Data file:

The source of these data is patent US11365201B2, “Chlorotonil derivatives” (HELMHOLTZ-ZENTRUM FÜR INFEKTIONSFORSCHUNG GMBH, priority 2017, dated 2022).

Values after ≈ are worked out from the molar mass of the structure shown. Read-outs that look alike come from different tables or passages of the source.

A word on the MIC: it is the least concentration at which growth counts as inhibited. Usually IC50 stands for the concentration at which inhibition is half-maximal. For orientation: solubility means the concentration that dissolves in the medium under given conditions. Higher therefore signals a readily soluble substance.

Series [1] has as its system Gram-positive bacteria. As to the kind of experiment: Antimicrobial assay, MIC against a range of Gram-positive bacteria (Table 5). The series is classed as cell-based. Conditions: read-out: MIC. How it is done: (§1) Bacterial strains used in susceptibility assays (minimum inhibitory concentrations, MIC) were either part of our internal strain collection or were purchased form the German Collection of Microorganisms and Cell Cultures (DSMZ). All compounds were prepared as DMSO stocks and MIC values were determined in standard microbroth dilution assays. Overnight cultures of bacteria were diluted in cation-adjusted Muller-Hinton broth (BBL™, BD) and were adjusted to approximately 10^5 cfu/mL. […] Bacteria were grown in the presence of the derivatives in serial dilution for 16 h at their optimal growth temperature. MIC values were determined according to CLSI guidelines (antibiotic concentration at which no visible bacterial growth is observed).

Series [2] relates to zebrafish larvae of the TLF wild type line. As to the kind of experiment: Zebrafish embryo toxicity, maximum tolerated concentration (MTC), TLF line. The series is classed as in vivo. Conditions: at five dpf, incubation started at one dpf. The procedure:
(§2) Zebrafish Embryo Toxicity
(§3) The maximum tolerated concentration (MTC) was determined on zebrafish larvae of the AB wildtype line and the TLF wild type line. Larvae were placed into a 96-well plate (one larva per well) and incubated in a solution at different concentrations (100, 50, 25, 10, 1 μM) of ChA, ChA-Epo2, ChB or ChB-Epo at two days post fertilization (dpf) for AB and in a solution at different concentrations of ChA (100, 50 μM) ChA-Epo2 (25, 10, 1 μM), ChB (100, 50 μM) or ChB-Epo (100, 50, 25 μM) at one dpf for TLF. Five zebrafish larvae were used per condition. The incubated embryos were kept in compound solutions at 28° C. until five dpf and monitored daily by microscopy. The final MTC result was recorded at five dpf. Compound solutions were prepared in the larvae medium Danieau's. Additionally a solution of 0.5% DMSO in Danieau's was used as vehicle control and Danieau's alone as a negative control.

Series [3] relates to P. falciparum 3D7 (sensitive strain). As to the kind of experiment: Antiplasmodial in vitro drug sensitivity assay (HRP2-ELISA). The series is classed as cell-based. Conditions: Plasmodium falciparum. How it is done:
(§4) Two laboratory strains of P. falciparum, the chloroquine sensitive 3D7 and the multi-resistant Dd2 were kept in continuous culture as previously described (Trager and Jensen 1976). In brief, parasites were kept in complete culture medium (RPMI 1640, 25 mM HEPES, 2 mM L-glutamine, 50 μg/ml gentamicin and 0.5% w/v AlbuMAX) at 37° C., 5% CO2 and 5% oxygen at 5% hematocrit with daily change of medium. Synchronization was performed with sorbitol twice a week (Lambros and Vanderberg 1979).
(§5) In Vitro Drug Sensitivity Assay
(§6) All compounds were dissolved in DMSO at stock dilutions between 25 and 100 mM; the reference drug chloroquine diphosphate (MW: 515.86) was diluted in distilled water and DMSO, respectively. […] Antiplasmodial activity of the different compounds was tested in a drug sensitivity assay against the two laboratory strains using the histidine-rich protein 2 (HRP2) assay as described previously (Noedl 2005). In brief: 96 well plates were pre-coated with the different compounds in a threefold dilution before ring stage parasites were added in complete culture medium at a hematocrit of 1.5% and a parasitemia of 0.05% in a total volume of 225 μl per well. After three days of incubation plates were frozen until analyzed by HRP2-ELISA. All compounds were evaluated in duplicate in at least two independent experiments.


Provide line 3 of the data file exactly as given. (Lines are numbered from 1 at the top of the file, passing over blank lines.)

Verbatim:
A word on the MIC: it is the least concentration at which growth counts as inhibited. Usually IC50 stands for the concentration at which inhibition is half-maximal. For orientation: solubility means the concentration that dissolves in the medium under given conditions. Higher therefore signals a readily soluble substance.